Posts Filed Under wine appreciation

Your Memory Sucks Donkey Bong (Or, “On The Importance Of Tasting Notes”)

Vinted on September 8, 2015 binned in commentary, wine appreciation

Because I am divorcing someone at fault, I have been on the receiving end of revisionist history, even when it seeks to conform to a false, self-serving narrative of cognitive dissonance.

It turns out, however, that revisionism towards an agenda of mollifying cognitive dissonance (“yeah, I did that nasty sh*t, but I am different and it’s ok because…”) is actually one of the core elements of a properly functioning human memory.

As strange as this may sound initially, revisionist memory is the reason why I am always carrying around pen and notebook when tasting wine, my friends, and why I think that any budding wine nerd needs to do the same (or an equivalent) when they are getting serious about appreciating wine (let alone criticizing it). Because if you’re anything like the majority of the human population (and, trust me, you are), then your memory is… well… crap.

Not only is your memory poor at capturing actual details as they happened (this includes about wine), it is an ever-changing, malleable storytelling machine, constantly revising and rewriting history, filling in the blanks between factual details in order to preserve whatever narrative best reduces any dissonance between what actually went down, and your (most likely overly-inflated) internal view of your self…

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Get Your Fix (Off-The-Beaten Path Varieties For

Vinted on November 4, 2014 binned in going pro, wine appreciation

Well, the Global Interweb’s recent fixation with infographics seems to have abated by exactly zero percent.

That’s the primary takeaway I’ve had, anyway, from my recent experience penning a couple of infographic-designed articles for Seems you people can’t get enough of that stuff!

I wrote two such pieces for an overview of Off The Beaten Path White Wine Varieties, and a companion piece focusing on red wine grapes. did a great job bringing the words to image-rich life, and that seems to have resonated with, well, with a lot of people. The white wine version in particular has been popping up all over the Internet, and has apparently become one of the more shared and viewed pieces of content I have yet written.

Maybe I need to start drawing instead of writing?

Anyway, I’m including the large-format infographics of both articles below, for your image-rich-viewing pleasure. Some of you geeks will be tempted to scoff and harrumph (is that a verb?) at what I considered to be “off-the-beaten-path” grapes (“Dude, WTF?!?? Where’s Gouais blanc, you a-hole!!!”), but please keep in mind the context, folks: this was all done for an audience that’s likely drinking the usual wine suspects. Think Chardonnay, Cabernet Sauvignon, Sauvignon Blanc, Muscato, Pinot Grigio, Merlot, and Pinot Noir.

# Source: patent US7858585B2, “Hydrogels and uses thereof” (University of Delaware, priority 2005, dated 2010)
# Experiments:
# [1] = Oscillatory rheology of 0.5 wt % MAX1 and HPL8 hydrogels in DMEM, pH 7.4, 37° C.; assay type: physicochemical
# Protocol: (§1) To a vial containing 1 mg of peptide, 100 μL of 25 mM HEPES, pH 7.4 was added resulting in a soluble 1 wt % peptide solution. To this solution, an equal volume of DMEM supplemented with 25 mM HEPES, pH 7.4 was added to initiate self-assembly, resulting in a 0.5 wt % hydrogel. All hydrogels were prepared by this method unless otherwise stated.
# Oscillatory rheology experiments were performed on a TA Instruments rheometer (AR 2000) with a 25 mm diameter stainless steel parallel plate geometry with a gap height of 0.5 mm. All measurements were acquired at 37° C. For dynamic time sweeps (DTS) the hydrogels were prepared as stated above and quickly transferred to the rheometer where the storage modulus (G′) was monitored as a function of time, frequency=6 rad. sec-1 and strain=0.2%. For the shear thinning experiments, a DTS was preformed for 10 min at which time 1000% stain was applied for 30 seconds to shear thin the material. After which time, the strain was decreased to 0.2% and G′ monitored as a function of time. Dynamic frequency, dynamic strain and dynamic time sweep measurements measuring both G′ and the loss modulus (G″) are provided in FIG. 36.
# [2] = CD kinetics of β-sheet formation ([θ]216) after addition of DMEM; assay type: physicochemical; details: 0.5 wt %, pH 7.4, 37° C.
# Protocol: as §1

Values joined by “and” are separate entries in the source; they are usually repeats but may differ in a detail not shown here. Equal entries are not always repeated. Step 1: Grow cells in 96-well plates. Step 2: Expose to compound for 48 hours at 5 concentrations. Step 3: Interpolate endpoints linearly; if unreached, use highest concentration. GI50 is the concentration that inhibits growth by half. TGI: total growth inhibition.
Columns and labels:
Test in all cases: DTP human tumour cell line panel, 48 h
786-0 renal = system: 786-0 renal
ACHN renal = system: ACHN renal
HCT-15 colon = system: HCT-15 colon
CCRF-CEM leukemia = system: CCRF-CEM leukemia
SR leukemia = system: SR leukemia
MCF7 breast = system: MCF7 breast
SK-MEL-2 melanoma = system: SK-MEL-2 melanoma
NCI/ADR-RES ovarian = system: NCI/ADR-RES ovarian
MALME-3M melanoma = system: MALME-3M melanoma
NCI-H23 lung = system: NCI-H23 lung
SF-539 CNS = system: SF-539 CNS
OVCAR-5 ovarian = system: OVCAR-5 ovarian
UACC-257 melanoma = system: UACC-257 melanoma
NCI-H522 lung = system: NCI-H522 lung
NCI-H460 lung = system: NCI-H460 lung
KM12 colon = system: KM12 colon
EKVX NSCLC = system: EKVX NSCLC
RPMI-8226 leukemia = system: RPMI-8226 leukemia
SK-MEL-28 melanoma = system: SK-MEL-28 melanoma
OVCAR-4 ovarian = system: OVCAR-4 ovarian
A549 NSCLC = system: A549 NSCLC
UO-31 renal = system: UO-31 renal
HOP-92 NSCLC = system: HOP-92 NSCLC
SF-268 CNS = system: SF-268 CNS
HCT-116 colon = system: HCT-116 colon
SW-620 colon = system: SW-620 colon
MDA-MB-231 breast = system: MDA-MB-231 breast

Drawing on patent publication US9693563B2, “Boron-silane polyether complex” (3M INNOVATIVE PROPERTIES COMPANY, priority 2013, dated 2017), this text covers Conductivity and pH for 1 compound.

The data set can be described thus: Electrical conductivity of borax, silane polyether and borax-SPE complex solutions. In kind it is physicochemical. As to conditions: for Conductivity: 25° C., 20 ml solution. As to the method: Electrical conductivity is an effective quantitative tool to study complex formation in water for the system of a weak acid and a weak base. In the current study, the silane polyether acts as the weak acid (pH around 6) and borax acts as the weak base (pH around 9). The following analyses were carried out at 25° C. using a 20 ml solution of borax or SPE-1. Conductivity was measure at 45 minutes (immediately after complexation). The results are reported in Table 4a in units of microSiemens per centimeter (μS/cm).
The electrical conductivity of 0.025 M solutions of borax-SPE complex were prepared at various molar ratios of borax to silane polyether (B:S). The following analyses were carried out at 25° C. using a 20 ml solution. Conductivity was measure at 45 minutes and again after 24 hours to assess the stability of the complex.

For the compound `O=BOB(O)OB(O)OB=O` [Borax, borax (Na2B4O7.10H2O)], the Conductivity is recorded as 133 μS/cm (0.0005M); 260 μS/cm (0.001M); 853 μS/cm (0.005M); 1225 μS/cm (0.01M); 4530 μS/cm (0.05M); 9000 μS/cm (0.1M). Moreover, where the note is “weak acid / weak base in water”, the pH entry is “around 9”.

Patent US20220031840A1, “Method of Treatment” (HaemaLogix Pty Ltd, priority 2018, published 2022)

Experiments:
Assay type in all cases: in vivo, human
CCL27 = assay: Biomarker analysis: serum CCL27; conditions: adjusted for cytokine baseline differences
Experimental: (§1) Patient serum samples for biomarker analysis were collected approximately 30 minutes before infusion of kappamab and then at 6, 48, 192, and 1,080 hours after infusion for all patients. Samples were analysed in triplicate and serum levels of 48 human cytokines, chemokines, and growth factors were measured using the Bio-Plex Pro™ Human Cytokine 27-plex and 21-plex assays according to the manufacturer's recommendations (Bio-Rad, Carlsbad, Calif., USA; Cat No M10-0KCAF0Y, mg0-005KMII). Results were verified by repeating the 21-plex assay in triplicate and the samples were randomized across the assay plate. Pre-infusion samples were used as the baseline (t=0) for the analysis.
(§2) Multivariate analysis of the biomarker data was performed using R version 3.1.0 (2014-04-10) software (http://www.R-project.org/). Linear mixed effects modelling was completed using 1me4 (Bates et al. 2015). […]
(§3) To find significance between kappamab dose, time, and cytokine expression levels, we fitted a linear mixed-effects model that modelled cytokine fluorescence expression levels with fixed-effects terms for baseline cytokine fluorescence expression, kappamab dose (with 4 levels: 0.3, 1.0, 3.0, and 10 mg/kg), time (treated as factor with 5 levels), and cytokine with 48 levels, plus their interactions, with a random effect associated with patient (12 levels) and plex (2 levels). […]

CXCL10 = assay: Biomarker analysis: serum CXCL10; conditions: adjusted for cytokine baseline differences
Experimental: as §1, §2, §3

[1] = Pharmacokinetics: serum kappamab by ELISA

If we get those drinkers even thinking about alternatives like Chenin Blanc, Vermentino, Barbera, and Cabernet Franc then we’re doing good by the wine world in general, and maybe even opening up a few minds to some new and interesting experiences…

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Reader Mailbag: Trying New Wine Is A Pain In The Ass

Vinted on October 9, 2014 binned in best of, commentary, wine appreciation

1WD reader Matt (that’s all your getting, as I don’t have permission to print the person’s full name here) recently wrote to me via an email with a title so intriguing, it sparked the first-ever “reader mailbag” style post on this site in its seven-some-odd-year history:

“Trying New Wine Is A Pain In The Ass”

There’s much juiciness to be squeezed from Matt’s email, so I’ll first reprint it here before addressing Matt’s questions in detail:

“Let me rephrase that… Trying new *quality* wine is a pain in the ass, literally in the wallet. Its all a gamble really and I’d bet that the average person, let alone the active wine drinker wants to bet on a $50 bottle. We are not all in your position where nice wines may be shipped to us for tasting purposes in hopes that you blog about it.

So… My reason for contact is this. Today I read the article, ‘Wine execs are scared of the craft beer and spirits growth.’ You probably read it since its well circulated. Following the gambling terminology, beer and spirits have a relatively low buy-in. If that bet pays off and I like it, then I can opt for the higher price points. Quality wine, on the other hand, does not have this low cost of buy-in. It’s all or nothing and if you get burned once, then you will likely never go all-in on a 50+ bottle again.

I’m curious, do you have any opinions on opportunities of low buy-in options for higher priced wines? The tasting room is the only opportunity I can think of and that is not exactly mass market. When exactly does the average person opt for that $50 bottle cab? marketing fluff? friends advice? impressing the boss? Do wine drinkers randomly buy expensive wines that they have never had before? If not, when are they exposed to them that creates a buying opportunity? I’d love to hear your comments and what your readers may think. I’ve never met a wine I didn’t like… to try. Thanks Joe! Matt.”

Talk about food (or drink?) for thought! And Matt seems to want to hear your responses to all of this as well, so it’s giving us a nice opportunity to argue in the best internecine fashion that is the hallmark of modern wine discourse!

Well, Matt, following are my responses. I hope you don’t mind the delay, I just wanted to share the dialog with a (much) wider audience!…

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